Workflow tables and its usage Part2
This table defines attributes which behave as parameters for an activity. Activity attributes are only used by function activities. Each row includes the associated activity, type of attribute, and the format used by the activity. Examples of valid attribute types are DATE, DOCUMENT, FORM, ITEMATTR, LOOKUP, and VARCHAR2. Notice that the table requires three fields just to identify to which activity the attribute is attached: the item_type, name, and version of the activity. To join this table to the wf_activities tables you must join all three of these fields to their corresponding fields in that table. Some key columns are:
  • ACTIVITY_ITEM_TYPE: Item type the activity is associated with
  • ACTIVITY_NAME: Internal name of the activity
  • ACTIVITY_VERSION: Version of the activity
  • NAME: Internal name of the attribute
  • SEQUENCE: Order of the attribute within the message
  • TYPE: This field refers to the datatype of the values that the attribute will contain.
  • VALUE_TYPE: Defines if the default is a constant or a reference to an item attribute.

This table used to track values contained in activity attributes. This table is identical in purpose to wf_item_attribute_values except it holds values for activity attributes instead of item attributes. Each row includes the process activity id and the associated value for the attribute. The interesting thing about this table is that it uses the process_activity_id to identify the activity to which the attribute is attached. The same activity can be inserted into a process more than one time, so the only way to uniquely identify the node to which this attribute is attached is to use the process_activity_id.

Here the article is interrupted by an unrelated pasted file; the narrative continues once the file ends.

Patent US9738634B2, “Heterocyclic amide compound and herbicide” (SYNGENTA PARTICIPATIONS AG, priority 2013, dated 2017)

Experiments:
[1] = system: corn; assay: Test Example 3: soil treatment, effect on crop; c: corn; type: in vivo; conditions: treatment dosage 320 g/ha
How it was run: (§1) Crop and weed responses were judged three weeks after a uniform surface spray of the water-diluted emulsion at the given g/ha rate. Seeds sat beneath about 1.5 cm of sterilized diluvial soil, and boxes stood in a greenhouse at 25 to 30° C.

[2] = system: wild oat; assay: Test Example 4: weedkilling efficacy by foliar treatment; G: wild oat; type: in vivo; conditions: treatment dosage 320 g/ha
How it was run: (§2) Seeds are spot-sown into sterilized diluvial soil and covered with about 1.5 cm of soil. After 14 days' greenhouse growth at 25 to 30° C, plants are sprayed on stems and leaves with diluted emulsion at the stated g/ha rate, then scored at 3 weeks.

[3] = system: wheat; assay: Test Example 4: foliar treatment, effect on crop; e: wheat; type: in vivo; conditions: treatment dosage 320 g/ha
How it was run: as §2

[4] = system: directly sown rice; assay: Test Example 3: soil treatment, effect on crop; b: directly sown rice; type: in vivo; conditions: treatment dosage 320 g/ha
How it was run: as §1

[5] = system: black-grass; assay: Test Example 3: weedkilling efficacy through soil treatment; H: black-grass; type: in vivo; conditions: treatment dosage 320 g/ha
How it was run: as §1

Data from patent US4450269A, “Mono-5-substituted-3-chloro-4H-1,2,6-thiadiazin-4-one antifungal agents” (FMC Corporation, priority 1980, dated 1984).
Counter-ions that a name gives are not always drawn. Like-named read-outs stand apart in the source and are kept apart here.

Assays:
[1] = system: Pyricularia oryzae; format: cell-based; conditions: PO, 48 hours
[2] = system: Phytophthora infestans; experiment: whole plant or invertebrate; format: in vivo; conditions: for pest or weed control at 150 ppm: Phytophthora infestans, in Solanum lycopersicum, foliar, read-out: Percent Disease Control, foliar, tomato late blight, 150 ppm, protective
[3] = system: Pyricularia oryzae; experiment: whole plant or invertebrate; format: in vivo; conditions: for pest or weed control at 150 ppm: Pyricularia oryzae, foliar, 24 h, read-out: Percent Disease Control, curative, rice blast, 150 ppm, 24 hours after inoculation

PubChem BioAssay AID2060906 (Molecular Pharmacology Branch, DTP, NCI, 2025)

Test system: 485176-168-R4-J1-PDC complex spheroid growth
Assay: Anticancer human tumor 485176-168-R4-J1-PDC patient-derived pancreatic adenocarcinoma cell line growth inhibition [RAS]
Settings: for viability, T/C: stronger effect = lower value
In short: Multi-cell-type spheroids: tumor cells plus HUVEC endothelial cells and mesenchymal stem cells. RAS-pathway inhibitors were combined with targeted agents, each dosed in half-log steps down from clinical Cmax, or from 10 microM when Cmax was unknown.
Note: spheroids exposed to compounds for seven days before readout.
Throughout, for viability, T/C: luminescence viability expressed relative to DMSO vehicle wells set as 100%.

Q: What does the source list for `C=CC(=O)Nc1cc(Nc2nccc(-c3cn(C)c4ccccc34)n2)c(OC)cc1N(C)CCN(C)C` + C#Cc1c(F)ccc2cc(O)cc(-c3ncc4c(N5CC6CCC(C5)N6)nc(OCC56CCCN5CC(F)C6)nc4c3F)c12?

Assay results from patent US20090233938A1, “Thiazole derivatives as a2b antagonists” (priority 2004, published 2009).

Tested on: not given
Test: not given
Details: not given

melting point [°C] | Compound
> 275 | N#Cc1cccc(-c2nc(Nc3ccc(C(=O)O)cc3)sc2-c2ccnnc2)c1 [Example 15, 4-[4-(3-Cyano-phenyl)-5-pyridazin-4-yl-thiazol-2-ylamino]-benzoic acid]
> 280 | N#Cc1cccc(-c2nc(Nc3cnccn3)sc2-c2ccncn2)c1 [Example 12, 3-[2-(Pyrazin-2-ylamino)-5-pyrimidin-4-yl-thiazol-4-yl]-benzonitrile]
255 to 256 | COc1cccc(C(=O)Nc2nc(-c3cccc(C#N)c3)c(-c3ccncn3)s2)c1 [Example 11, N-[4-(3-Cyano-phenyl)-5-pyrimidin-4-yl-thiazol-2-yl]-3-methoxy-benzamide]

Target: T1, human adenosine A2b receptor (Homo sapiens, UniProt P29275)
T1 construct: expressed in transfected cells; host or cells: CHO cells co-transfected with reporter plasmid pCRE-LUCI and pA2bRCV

The messages that are associated with notifications are stored in this table. Each message, which is uniquely identified by the combination of item_type and message_name (stored in the fields “type” and “name”) receives a single record in the wf_messages table. The actual text of the message is stored only in its localization table (wf_messages_tl). They can found in the “body” and “html_body” fields.

This table contains message attribute definitions. Each message may have zero or more message attributes. Message attributes define additional information that is to be sent to, or received from the user. These attributes can be used as tokens in the subject or body of a message template to place variables values into the message at runtime.

A process is a sequence of activities performed in a pre-determined order. When you create a process definition in the Workflow Builder by dragging various notifications and functions into the process window, the records created by the Builder are stored into this table.

The flow of a process from node to node as indicated by the transition arrows is not saved in the wf_process_activities table. Instead this information is stored in this table.
A transition is defined by three discrete pieces of information: the node where the arrow begins, the node toward which the arrow points, and the result which, when returned by the beginning node, causes the transition to be followed. Not surprisingly, it is those three fields which are the most important fields in this table: “from_process_activity”, “to_process_activity”, and “result_code”. The values stored in “from_process_activity” and “to_process_activity” are numbers which represent the instance_id of the records from wf_process_activities from which and to which the transition is moving.

Wf_lookup_types_tl is the table used to set up the types of results expected from Workflow activities like functions and notifications. This table does not contain the actual result values, it holds the groupings of the result_codes – the names you see in the Workflow Builder as the names of the Lookups. Wf_lookups_tl is the table that stores the component values that comprise a lookup_type.


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